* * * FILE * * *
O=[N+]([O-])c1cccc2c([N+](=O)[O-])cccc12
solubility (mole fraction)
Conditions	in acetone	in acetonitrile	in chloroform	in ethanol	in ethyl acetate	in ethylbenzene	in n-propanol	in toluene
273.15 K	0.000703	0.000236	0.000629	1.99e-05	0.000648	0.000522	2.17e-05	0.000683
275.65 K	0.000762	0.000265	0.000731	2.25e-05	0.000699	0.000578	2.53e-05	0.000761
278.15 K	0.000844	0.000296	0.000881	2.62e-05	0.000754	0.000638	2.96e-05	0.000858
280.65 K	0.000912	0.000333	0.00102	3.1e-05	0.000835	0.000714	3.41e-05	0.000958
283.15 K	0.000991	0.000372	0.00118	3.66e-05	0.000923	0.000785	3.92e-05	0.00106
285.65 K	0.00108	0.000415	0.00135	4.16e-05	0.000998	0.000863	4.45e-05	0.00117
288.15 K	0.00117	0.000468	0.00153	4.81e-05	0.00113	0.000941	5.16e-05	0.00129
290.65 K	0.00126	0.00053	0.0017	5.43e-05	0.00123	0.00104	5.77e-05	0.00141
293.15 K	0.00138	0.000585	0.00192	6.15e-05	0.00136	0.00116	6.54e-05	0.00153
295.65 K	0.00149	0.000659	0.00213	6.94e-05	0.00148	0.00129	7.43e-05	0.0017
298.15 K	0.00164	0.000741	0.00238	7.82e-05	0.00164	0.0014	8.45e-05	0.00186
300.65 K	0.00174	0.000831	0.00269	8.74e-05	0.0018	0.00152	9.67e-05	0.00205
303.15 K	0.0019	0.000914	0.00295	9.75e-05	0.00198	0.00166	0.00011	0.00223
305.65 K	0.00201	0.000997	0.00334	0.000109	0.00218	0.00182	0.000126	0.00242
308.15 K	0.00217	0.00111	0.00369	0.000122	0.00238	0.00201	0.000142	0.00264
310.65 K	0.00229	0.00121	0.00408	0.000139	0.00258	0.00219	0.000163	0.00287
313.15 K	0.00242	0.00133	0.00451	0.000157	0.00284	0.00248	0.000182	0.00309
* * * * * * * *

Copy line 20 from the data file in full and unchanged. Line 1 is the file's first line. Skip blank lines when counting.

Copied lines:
313.15 K	0.00242	0.00133	0.00451	0.000157	0.00284	0.00248	0.000182	0.00309